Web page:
How the Apostle Paul Handled Worry and Anxiety

Winfred Neely
header for How the Apostle Paul Handled Worry and Anxiety

Paul was a living embodiment of divine power and human cooperation in the conquest of anxiety. When we read through Paul’s letter to the Philippians, which is both a friendship letter and thank-you note, we meet in Paul a man full of divine joy (1:4, 18, 25), gratitude (4:18), and concern for others (2:19–23). His passion for Christ strikes us with compelling force. In an outburst of passion, he declares that the Lord Jesus is his reason for living (1:21), the ultimate example of an attitude of giving, service, and humility (2:5–11), the object of his ardent pursuit (3:7–14), and his strength in all things (4:13).

Paul’s Relationship With Worry

But when Paul, under the Holy Spirit’s guidance and power, penned the words, “Be anxious for nothing,” he was facing extremely dire circumstances. For the cause of Christ, the noblest reason on earth, he was in prison! And even though the cause of his imprisonment was noble (1:13) and God used his imprisonment to promote the gospel (1:12) and even lead some of Caesar’s own household to Christ (4:22), humanly speaking, Paul had every reason to worry and be preoccupied with his incarceration.

We overcome worry by ceasing to give in to worry.

To make matters worse, Nero was the emperor of Rome at the time. Nero was  a cruel and sadistic ruler. In fact, he had his own mother and his wife murdered. (Nero did not want to share power with anyone, including his mother, so he ordered her to be hunted down and murdered, and Nero himself killed his second wife after she had chided him for coming home late from one of the gladiatorial games.)

Obviously, Paul had every reason to worry about the result of standing before Nero for justice!

But he was not overcome by worry. Without a doubt, Paul, being a man of like passions with us, experienced anxiety about his circumstances. But he had learned how to walk in victory. We can and must learn this liberating lesson as well.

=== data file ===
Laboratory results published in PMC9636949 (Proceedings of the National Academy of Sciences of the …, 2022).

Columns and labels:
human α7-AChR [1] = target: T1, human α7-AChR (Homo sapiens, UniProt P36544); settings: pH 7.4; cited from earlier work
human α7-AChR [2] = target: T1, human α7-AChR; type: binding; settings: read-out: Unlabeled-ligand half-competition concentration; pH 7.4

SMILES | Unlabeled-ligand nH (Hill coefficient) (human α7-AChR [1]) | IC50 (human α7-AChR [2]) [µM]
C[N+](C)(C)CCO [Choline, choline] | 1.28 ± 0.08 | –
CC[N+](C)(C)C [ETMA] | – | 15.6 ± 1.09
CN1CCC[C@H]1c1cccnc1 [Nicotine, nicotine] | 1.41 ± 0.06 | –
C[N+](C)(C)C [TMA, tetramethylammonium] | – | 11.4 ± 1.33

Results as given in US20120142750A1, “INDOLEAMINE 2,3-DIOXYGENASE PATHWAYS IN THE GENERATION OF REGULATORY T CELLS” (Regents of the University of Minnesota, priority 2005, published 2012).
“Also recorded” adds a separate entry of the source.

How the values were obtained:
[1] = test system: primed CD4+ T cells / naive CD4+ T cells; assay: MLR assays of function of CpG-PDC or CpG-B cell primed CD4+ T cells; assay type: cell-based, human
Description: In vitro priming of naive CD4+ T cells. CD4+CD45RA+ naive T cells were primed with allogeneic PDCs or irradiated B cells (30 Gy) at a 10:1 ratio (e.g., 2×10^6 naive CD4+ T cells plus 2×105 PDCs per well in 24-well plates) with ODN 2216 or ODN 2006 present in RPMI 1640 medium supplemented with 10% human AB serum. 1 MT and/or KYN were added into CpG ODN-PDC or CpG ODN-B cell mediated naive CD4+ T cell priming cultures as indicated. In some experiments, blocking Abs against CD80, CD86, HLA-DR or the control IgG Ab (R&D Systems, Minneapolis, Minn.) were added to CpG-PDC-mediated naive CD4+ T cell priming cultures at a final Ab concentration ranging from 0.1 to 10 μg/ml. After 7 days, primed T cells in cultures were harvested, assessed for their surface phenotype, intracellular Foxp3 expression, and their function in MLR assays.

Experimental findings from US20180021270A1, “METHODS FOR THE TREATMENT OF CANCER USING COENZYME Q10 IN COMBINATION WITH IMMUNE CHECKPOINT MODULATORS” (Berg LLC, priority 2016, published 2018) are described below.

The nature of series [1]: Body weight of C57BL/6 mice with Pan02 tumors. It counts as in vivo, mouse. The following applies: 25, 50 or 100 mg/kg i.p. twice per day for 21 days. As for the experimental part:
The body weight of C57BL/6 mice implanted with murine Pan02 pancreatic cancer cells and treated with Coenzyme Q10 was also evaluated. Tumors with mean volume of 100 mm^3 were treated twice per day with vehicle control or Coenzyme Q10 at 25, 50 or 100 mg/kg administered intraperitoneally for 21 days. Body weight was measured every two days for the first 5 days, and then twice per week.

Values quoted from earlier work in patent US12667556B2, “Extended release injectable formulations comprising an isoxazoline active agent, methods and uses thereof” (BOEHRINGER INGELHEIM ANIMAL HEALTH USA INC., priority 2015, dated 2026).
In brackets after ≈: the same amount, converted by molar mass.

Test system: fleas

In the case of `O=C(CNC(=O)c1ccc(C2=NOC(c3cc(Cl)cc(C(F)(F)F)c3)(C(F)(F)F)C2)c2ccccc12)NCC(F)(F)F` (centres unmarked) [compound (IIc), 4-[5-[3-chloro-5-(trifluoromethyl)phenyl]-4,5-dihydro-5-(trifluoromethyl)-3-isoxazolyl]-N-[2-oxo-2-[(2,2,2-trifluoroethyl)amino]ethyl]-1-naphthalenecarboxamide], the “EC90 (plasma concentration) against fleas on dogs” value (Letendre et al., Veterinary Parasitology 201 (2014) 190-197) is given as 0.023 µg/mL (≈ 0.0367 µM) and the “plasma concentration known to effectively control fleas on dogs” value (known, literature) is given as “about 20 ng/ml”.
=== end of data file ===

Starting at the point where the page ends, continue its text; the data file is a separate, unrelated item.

Not by Human Effort

We overcome worry by ceasing to give in to worry. We conquer anxiety by turning off the water faucet of anxiety in our own souls.

Now you may be thinking, Here we go again. Another unrealistic approach to handling life’s problems. If I could just turn off my anxiety like a faucet, I would not be reading this!

Paul, however, is not calling for mere human effort in these verses. Many of us have already tried to turn off the water faucet of anxiety but have not been able to do so. That’s because the ability to do this is grace-enabled, faith-based, and Spirit-empowered. By faith we yield our hearts and minds and will to God (Rom. 6:12–14; 12:1–2), and then the Holy Spirit fills us (Eph. 5:18) and empowers us (Rom. 15:13) as we cooperate with the Lord in the process of resisting anxiety. In this process of sanctification, turning off the water faucet of worry is the first step toward victory.

For Further Reading:

How to Overcome Worry

by Dr. Winfred Neely

Do you struggle with worry or anxious thoughts on a regular basis? Does your mind get fixated on the same concern over and over? Do you know...

book cover for How to Overcome Worry